New York, November 11, 2014 -- The Low Cost IVF-technique developed by researchers of the University of Colorado, Hasselt University and the ZOL Hospitals in Genk (Belgium) has just been awarded ‘The Best of What’s New Award’ from Popular Science Magazine in the health category. The study is part of the Walking Egg Project, an international project aiming to raise awareness surrounding childlessness in resource-poor countries.
American and Belgian researchers developed a low cost IVF-system based on an embryo culture method which avoids the need for an expensive IVF-laboratory with CO2-incubators, medical gas supply and air purification systems. By using this simplified method, successful outcomes can be obtained at levels that compare favourably to those in high resource settings. Up to now, 17 healthy babies have been born after using this new method of IVF-culturing. The estimated cost of this simplified system is between 15% and 20% of current costs in regular IVF programs
“We are very happy to receive this award,” says prof. dr. Willem Ombelet of The Walking Egg. “Infertility care is probably the most neglected healthcare problem of developing countries, affecting more than 200 million couples according to the WHO. The consequences of involuntary childlessness can create more wide ranging societal problems compared to Western societies, especially for women. Because many families in developing countries entirely depend on children for economic survival, childlessness is a social and public health issue.”
About ‘The Best of What’s New Award’
Each year, the editors of Popular Sciencereview thousands of products in search of the top 100 tech innovations of the year; breakthrough products and technologies that represent a significant leap in their categories. The winners — the Best of What's New — are awarded inclusion in the December issue of Popular Science.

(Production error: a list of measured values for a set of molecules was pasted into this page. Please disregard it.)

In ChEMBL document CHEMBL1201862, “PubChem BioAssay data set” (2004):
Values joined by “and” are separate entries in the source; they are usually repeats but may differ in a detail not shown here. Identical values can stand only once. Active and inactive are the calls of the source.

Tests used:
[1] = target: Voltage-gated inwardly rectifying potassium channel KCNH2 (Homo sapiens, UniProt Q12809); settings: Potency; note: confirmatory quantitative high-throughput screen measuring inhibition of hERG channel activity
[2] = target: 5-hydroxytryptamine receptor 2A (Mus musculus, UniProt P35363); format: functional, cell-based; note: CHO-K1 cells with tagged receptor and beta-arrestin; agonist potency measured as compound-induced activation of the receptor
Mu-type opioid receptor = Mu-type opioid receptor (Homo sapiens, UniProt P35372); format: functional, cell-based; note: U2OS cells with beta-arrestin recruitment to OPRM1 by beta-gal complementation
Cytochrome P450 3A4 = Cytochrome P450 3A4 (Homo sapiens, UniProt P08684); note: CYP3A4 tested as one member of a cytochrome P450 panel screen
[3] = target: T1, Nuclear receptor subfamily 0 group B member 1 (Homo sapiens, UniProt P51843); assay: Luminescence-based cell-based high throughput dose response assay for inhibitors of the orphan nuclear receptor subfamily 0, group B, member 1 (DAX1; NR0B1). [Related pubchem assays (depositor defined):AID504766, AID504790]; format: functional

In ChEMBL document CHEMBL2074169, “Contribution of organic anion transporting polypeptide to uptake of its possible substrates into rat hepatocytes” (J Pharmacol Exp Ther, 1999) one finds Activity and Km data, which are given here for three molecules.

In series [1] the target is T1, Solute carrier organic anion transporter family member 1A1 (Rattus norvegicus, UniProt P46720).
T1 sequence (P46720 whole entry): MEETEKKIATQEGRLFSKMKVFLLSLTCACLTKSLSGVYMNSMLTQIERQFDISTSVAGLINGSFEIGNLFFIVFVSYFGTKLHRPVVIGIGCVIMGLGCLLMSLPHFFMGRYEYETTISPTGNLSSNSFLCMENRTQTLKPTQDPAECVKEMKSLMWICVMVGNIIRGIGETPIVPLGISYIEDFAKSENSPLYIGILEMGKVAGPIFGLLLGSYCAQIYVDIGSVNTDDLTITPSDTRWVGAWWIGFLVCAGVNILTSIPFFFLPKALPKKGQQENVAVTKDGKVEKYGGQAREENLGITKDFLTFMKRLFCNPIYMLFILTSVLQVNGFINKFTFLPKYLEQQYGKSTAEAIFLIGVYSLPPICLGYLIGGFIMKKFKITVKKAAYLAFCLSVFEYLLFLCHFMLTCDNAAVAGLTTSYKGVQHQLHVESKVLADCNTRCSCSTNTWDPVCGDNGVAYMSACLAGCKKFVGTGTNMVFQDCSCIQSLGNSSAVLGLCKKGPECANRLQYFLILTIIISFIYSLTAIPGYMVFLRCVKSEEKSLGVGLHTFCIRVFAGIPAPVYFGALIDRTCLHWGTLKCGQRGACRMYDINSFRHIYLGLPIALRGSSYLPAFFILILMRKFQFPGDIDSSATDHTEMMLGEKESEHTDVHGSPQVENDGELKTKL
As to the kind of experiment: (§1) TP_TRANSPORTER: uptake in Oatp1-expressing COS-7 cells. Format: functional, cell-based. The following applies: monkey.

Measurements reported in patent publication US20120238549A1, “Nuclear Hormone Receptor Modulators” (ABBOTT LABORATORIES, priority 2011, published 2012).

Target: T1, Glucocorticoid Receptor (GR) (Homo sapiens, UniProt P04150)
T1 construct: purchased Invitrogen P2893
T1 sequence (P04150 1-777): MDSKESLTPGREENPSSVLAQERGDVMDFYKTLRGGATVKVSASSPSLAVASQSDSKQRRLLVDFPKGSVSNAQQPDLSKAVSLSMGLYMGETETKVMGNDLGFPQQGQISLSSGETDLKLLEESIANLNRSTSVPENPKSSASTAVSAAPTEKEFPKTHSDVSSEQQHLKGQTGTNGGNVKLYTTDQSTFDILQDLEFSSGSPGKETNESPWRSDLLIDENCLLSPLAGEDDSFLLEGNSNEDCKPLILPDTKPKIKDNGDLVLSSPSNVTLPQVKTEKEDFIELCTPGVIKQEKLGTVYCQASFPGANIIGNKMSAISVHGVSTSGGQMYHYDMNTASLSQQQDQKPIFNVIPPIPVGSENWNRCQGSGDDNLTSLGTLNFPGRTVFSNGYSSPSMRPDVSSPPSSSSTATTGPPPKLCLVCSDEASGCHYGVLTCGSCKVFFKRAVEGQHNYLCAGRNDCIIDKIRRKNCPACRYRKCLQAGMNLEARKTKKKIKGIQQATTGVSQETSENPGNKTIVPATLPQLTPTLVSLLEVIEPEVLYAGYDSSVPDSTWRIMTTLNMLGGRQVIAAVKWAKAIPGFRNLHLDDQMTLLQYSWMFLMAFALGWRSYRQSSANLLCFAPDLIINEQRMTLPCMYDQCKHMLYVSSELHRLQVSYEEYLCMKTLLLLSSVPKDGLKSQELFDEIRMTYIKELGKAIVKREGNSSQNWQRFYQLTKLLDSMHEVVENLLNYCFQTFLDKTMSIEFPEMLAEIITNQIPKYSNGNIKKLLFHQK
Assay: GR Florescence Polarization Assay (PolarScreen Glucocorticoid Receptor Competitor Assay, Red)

“For 27 years, Popular Science has honored the innovations that surprise and amaze us − those that make a positive impact on our world today and challenge our view of what’s possible in the future,” said Cliff Ransom, Editor-in-Chief of Popular Science. “The Best of What’s New Award is the magazine’s top honor, and the 100 winners − chosen from among thousands of entrants − each a revolution in its field.”
About ‘The Walking Egg’
The Walking Egg Project is an international project aiming to raise awareness surrounding childlessness in resource-poor countries and to make infertility care in all its aspects, including assisted reproductive technologies, affordable and accessible for a much larger proportion of the world population.
The implementation of low-cost infertility centres in resource poor countries, if possible integrated in existing Reproductive Health Care Centres, will be the next step to achieve the ultimate goal of ‘universal access to infertility care’.
In corporation with ESHRE (European Society of Human reproduction and Embryology) and WHO (World Health Organisation), The Walking Egg gathers medical, social and economical scientists and experts along with an artist to discuss and work together towards their goal.
They aim to strengthen infertility care through innovation and research, advocacy and networking, training and capacity building, and service delivery.
Prof. dr. Willem Ombelet (ZOL/UHasselt)
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